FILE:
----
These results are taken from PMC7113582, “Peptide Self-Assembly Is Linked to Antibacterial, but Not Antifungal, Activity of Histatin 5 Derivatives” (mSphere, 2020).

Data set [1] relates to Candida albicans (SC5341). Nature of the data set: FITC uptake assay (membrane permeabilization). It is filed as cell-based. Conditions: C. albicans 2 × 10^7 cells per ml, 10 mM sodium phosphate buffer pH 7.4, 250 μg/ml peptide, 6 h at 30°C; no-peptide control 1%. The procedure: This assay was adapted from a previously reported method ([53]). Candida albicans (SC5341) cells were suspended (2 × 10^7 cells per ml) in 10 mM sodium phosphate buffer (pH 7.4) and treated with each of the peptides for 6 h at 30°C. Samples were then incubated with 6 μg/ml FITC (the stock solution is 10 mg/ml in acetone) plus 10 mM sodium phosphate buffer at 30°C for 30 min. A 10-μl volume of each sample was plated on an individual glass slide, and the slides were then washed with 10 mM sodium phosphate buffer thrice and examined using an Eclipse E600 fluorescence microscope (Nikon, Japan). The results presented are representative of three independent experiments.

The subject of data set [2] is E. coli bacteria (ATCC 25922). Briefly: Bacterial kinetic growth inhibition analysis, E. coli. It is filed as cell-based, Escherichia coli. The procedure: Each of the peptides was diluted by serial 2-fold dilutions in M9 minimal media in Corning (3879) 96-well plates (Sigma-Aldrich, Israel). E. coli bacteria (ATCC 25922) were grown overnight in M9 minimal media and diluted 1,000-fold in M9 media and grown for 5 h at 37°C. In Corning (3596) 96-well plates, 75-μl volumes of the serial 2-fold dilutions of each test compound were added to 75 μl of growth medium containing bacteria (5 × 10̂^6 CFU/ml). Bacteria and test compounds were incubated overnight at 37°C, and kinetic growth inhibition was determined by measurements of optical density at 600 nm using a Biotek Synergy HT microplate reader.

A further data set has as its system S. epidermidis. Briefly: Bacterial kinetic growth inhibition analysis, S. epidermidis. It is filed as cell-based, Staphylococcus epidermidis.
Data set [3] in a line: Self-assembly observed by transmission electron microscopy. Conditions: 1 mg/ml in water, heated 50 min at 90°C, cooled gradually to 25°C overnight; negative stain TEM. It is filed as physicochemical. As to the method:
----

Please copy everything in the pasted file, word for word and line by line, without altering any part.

These results are taken from PMC7113582, “Peptide Self-Assembly Is Linked to Antibacterial, but Not Antifungal, Activity of Histatin 5 Derivatives” (mSphere, 2020).

Data set [1] relates to Candida albicans (SC5341). Nature of the data set: FITC uptake assay (membrane permeabilization). It is filed as cell-based. Conditions: C. albicans 2 × 10^7 cells per ml, 10 mM sodium phosphate buffer pH 7.4, 250 μg/ml peptide, 6 h at 30°C; no-peptide control 1%. The procedure: This assay was adapted from a previously reported method ([53]). Candida albicans (SC5341) cells were suspended (2 × 10^7 cells per ml) in 10 mM sodium phosphate buffer (pH 7.4) and treated with each of the peptides for 6 h at 30°C. Samples were then incubated with 6 μg/ml FITC (the stock solution is 10 mg/ml in acetone) plus 10 mM sodium phosphate buffer at 30°C for 30 min. A 10-μl volume of each sample was plated on an individual glass slide, and the slides were then washed with 10 mM sodium phosphate buffer thrice and examined using an Eclipse E600 fluorescence microscope (Nikon, Japan). The results presented are representative of three independent experiments.

The subject of data set [2] is E. coli bacteria (ATCC 25922). Briefly: Bacterial kinetic growth inhibition analysis, E. coli. It is filed as cell-based, Escherichia coli. The procedure: Each of the peptides was diluted by serial 2-fold dilutions in M9 minimal media in Corning (3879) 96-well plates (Sigma-Aldrich, Israel). E. coli bacteria (ATCC 25922) were grown overnight in M9 minimal media and diluted 1,000-fold in M9 media and grown for 5 h at 37°C. In Corning (3596) 96-well plates, 75-μl volumes of the serial 2-fold dilutions of each test compound were added to 75 μl of growth medium containing bacteria (5 × 10̂^6 CFU/ml). Bacteria and test compounds were incubated overnight at 37°C, and kinetic growth inhibition was determined by measurements of optical density at 600 nm using a Biotek Synergy HT microplate reader.

A further data set has as its system S. epidermidis. Briefly: Bacterial kinetic growth inhibition analysis, S. epidermidis. It is filed as cell-based, Staphylococcus epidermidis.
Data set [3] in a line: Self-assembly observed by transmission electron microscopy. Conditions: 1 mg/ml in water, heated 50 min at 90°C, cooled gradually to 25°C overnight; negative stain TEM. It is filed as physicochemical. As to the method: